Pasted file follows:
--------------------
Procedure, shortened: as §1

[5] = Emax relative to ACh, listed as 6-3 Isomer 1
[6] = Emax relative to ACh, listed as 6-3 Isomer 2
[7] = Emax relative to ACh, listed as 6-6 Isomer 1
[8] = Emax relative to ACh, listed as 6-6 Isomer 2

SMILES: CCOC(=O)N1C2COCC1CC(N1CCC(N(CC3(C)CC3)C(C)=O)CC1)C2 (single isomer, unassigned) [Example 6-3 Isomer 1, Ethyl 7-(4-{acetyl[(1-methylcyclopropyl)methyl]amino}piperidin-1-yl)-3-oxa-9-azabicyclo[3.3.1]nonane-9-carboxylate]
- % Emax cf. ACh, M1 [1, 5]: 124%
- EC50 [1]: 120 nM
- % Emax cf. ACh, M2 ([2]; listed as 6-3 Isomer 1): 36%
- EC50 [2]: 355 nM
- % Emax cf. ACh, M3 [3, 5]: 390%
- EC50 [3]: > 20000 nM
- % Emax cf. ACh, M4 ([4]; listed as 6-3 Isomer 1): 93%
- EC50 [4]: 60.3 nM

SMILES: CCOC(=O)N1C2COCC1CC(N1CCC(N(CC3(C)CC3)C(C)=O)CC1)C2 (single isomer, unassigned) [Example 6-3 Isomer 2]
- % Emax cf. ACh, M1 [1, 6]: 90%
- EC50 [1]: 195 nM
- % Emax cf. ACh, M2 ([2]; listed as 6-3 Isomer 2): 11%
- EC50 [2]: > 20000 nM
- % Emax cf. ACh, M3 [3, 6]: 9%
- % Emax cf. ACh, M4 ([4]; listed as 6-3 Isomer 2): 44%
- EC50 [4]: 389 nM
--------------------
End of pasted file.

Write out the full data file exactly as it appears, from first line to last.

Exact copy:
Procedure, shortened: as §1

[5] = Emax relative to ACh, listed as 6-3 Isomer 1
[6] = Emax relative to ACh, listed as 6-3 Isomer 2
[7] = Emax relative to ACh, listed as 6-6 Isomer 1
[8] = Emax relative to ACh, listed as 6-6 Isomer 2

SMILES: CCOC(=O)N1C2COCC1CC(N1CCC(N(CC3(C)CC3)C(C)=O)CC1)C2 (single isomer, unassigned) [Example 6-3 Isomer 1, Ethyl 7-(4-{acetyl[(1-methylcyclopropyl)methyl]amino}piperidin-1-yl)-3-oxa-9-azabicyclo[3.3.1]nonane-9-carboxylate]
- % Emax cf. ACh, M1 [1, 5]: 124%
- EC50 [1]: 120 nM
- % Emax cf. ACh, M2 ([2]; listed as 6-3 Isomer 1): 36%
- EC50 [2]: 355 nM
- % Emax cf. ACh, M3 [3, 5]: 390%
- EC50 [3]: > 20000 nM
- % Emax cf. ACh, M4 ([4]; listed as 6-3 Isomer 1): 93%
- EC50 [4]: 60.3 nM

SMILES: CCOC(=O)N1C2COCC1CC(N1CCC(N(CC3(C)CC3)C(C)=O)CC1)C2 (single isomer, unassigned) [Example 6-3 Isomer 2]
- % Emax cf. ACh, M1 [1, 6]: 90%
- EC50 [1]: 195 nM
- % Emax cf. ACh, M2 ([2]; listed as 6-3 Isomer 2): 11%
- EC50 [2]: > 20000 nM
- % Emax cf. ACh, M3 [3, 6]: 9%
- % Emax cf. ACh, M4 ([4]; listed as 6-3 Isomer 2): 44%
- EC50 [4]: 389 nM